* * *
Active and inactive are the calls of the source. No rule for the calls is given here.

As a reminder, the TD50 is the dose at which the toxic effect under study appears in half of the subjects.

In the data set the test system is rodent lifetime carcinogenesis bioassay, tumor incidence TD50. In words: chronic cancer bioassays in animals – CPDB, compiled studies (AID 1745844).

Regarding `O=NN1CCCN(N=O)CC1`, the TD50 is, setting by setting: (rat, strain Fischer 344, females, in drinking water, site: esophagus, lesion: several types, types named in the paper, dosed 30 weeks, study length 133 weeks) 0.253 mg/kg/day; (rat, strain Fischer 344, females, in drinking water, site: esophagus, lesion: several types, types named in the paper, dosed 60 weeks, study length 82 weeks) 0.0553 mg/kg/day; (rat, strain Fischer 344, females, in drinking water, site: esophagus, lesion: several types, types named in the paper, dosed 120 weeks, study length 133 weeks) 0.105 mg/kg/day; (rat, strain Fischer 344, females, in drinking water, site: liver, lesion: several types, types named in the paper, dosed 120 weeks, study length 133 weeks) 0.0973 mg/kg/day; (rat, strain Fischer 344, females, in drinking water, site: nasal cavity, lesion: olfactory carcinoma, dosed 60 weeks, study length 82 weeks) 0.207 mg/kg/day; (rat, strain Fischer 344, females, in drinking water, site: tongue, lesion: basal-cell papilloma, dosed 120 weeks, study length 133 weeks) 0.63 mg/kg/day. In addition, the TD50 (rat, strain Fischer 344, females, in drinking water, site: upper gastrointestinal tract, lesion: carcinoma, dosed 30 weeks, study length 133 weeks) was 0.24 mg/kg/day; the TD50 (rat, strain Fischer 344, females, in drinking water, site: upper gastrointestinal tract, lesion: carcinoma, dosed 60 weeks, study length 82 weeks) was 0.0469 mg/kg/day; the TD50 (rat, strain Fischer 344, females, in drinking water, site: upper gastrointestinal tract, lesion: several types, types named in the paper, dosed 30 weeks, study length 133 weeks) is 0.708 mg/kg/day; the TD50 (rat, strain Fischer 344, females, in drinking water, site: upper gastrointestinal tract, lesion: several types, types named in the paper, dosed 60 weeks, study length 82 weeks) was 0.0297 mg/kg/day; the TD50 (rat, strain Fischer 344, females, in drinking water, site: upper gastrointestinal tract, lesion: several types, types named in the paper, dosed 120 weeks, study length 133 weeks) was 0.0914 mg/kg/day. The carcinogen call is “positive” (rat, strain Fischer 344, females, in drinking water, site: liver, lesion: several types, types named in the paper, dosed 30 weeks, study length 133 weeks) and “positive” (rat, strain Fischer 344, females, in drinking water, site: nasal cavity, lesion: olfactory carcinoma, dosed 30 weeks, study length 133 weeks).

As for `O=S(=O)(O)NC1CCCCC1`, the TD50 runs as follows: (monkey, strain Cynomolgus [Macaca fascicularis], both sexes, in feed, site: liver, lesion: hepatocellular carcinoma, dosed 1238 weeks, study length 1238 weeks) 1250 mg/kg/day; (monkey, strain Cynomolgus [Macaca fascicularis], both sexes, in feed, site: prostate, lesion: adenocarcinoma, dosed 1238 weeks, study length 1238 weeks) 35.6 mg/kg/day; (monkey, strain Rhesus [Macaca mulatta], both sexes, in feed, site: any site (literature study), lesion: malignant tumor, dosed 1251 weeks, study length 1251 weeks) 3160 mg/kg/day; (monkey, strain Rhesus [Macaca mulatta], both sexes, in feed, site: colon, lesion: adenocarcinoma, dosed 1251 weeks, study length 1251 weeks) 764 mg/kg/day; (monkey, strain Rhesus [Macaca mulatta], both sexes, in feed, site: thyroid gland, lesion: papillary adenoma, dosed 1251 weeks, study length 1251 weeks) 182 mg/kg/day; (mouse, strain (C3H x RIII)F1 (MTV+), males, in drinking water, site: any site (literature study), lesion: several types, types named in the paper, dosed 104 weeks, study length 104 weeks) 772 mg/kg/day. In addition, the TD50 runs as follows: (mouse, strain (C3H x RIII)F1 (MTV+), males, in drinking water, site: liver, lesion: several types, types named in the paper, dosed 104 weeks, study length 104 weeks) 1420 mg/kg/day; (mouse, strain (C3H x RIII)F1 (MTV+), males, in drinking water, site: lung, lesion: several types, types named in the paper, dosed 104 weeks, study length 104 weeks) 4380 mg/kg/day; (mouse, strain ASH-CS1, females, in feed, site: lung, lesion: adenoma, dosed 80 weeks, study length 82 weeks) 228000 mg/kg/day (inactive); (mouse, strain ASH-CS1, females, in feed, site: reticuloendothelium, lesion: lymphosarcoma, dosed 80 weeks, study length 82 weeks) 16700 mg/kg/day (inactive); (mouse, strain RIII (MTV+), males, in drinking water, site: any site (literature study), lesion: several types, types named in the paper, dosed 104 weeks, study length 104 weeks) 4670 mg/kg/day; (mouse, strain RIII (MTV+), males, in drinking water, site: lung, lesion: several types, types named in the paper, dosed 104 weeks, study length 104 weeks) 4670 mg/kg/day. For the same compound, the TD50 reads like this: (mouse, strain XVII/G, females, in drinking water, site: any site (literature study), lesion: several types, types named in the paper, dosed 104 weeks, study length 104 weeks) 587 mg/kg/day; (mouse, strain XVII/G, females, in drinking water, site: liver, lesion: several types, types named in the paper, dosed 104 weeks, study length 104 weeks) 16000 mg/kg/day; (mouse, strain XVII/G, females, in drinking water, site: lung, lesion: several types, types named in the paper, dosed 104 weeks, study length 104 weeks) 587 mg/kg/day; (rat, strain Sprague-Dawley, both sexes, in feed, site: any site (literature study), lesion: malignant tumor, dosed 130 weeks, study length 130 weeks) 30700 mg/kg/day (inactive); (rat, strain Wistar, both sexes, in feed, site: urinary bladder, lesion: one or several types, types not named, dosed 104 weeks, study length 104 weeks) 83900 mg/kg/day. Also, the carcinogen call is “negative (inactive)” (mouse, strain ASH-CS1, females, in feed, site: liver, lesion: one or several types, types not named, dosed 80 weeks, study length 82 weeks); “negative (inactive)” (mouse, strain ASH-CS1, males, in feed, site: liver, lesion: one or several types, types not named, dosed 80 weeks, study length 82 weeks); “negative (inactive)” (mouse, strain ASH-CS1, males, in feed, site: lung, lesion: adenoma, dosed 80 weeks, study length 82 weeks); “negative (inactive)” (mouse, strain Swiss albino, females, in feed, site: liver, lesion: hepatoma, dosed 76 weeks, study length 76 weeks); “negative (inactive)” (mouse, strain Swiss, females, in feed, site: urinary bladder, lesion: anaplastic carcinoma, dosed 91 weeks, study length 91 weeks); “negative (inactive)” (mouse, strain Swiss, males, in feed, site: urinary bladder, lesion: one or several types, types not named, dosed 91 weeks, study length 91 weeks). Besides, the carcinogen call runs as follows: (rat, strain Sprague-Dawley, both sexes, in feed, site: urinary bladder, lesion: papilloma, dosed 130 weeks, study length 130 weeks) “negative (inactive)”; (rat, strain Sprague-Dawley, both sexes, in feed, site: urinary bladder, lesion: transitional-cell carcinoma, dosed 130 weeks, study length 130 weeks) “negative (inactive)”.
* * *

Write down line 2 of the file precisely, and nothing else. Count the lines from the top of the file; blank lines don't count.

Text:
As a reminder, the TD50 is the dose at which the toxic effect under study appears in half of the subjects.